I was plagued growing up as a young teen by an unsightly skin disease. Unfortunately, it was on a very personal part of my body. This led me into a life of avoiding gym showers and any other situation where I would be found out. Why? Because I was more afraid of rejection than I was of living my whole life in hiding. I picked posing over nakedness. I was too embarrassed to go to the doctor and too ashamed to approach my dad and tell him. Where was I to go? In my mind, if I told my college buddies, than I surely would be known as one of those “freaks.” Growing up, I was riddled with thoughts that a woman surely wouldn’t want to marry me, let alone make love to me. I considered men but that turned me off too. I thought, If a woman wouldn’t accept me in bed, then why would a man? It’s funny where your mind goes to find acceptance. I later shared my inner war with Katie, the woman I now call my wife. But that still wasn’t enough to quench the inner fear of being rejected by another guy. It wasn’t until I met Lance, my father-in-law and best friend, that I really began to feel safe. Even with him I was terrified to share this insecurity that haunted me. When I finally told him, his response blew me away, “Jared, it’s no big deal. I’ve got my stuff too. Every man does; you’re not alone!”


Who defines the way you look at yourself as a man, physically? What images, words, phrases, faces, etc. come to mind when you think of being a man? Do you have a secret insecurity that no one knows about? Perhaps it’s time to come out of the shadows. Maybe your insecurity doesn’t manifest itself bodily. I have met a ton of men who are terrified to speak in front of a group, use a public urinal or even cry openly. It doesn’t matter, really. All guys have their “stuff.” But if we as men really want freedom from isolation, fear and addiction, we’ve got to risk getting “naked.” Jan Denise defines this process of raw honesty, “Getting naked means uncovering who you really are … Growing up we learned to cover our physical nakedness. We learned to measure our words and guard our emotions. We learned to worry about what people might think. We learned, in effect, to build a facade that made us feel safe” (Naked Relationships).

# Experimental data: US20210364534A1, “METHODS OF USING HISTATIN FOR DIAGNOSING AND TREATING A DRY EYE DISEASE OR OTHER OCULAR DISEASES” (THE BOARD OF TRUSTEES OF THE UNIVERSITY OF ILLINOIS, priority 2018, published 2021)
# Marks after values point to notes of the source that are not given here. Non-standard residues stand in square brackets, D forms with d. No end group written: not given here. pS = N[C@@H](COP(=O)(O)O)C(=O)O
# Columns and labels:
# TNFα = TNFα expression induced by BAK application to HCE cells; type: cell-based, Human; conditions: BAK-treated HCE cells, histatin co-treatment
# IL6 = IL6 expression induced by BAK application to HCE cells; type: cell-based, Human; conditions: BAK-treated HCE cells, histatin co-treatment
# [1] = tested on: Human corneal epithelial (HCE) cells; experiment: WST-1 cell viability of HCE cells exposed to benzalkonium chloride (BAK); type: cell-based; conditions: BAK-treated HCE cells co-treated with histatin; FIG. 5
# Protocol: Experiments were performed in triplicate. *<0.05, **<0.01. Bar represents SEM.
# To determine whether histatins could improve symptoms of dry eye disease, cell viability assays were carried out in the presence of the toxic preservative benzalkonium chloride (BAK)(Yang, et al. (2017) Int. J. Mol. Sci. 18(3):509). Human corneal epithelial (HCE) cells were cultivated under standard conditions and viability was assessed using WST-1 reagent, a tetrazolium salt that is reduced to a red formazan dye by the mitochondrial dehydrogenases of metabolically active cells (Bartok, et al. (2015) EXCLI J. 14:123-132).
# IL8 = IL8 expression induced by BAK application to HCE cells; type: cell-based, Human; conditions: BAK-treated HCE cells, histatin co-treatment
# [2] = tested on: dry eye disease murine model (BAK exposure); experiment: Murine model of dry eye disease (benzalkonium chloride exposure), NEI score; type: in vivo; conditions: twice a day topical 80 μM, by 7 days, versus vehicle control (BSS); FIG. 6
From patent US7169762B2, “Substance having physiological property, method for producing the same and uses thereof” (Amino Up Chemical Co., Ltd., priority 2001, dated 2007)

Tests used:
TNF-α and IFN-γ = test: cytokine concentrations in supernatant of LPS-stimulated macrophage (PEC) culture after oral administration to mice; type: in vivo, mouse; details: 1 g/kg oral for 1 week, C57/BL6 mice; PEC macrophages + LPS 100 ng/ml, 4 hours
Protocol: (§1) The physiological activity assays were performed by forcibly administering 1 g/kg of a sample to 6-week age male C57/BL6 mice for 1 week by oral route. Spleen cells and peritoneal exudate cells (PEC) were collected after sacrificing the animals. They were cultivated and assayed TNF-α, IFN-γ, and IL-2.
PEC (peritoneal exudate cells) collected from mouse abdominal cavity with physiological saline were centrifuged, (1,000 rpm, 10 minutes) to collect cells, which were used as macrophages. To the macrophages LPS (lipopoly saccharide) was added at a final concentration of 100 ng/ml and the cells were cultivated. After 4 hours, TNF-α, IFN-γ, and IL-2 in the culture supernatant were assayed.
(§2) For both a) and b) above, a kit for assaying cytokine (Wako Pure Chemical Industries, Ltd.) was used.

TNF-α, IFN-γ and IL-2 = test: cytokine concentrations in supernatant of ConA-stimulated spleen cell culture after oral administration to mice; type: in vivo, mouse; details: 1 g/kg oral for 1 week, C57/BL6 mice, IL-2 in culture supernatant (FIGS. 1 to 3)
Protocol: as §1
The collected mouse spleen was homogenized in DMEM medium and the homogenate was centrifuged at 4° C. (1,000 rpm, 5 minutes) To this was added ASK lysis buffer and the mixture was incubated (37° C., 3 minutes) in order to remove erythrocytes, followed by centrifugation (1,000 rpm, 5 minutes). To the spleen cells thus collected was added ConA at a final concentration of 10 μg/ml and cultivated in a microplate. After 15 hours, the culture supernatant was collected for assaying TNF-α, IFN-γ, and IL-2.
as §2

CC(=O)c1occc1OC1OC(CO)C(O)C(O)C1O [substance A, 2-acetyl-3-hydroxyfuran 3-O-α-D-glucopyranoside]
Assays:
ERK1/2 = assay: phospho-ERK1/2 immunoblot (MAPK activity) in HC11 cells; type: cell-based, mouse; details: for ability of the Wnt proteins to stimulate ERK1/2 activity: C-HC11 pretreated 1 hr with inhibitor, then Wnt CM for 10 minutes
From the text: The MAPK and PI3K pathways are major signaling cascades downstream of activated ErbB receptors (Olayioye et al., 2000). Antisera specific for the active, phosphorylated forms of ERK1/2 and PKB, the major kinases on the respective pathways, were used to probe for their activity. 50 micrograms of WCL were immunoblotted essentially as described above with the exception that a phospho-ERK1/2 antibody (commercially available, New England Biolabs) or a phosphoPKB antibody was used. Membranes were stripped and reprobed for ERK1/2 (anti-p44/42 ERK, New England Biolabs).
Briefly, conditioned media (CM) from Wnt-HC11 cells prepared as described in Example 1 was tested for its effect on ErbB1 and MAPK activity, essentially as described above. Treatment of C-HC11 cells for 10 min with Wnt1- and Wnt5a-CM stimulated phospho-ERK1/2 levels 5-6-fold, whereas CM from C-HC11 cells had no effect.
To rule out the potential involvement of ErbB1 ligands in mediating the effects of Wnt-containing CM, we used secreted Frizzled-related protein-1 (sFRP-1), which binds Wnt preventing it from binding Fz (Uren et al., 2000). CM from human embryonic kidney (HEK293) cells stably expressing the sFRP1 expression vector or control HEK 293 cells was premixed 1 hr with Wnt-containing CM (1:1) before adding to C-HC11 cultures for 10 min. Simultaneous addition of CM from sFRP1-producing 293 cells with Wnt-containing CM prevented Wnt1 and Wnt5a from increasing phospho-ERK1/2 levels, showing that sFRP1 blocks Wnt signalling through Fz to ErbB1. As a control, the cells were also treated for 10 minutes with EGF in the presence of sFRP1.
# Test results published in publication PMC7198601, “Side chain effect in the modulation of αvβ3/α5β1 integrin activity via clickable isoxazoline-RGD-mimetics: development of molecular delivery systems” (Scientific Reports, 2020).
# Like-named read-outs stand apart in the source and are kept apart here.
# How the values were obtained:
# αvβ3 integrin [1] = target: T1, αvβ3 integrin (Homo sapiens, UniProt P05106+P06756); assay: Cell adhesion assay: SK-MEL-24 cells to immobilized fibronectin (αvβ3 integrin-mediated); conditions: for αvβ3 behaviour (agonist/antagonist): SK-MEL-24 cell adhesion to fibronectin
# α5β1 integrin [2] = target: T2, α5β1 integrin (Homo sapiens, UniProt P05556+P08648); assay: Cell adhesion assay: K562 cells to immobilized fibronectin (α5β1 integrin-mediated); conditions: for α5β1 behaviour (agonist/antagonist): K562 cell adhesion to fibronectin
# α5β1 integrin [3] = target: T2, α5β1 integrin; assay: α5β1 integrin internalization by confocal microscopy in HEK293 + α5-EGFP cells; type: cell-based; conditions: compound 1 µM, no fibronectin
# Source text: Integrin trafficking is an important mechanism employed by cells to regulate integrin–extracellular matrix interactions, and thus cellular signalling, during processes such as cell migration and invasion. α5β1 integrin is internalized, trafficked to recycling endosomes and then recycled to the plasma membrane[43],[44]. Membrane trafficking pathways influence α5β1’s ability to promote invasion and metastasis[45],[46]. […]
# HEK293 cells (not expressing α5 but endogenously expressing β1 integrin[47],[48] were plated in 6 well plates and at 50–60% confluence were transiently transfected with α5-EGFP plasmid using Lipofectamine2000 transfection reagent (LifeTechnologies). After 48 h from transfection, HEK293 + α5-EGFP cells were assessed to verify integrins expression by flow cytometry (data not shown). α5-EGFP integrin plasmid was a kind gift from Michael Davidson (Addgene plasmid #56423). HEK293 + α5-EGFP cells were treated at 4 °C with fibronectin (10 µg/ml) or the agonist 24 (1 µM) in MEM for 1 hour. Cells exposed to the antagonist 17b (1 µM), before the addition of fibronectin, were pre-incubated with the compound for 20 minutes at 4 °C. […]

Simply, men, it’s time to get honest — it’s time to get naked with who we really are, in our weaknesses. It’s time to stop playing it safe. Most of the men I meet have been in hiding for far too long and it’s killing them from the inside. The good news is, for those willing to trek this path of nakedness, something far greater than confidence waits at the end.

[Jared Feria is the author of Over the Edge: Journeying to Recapture the Heart and Soul of a Man. Check out for what waits at the end.]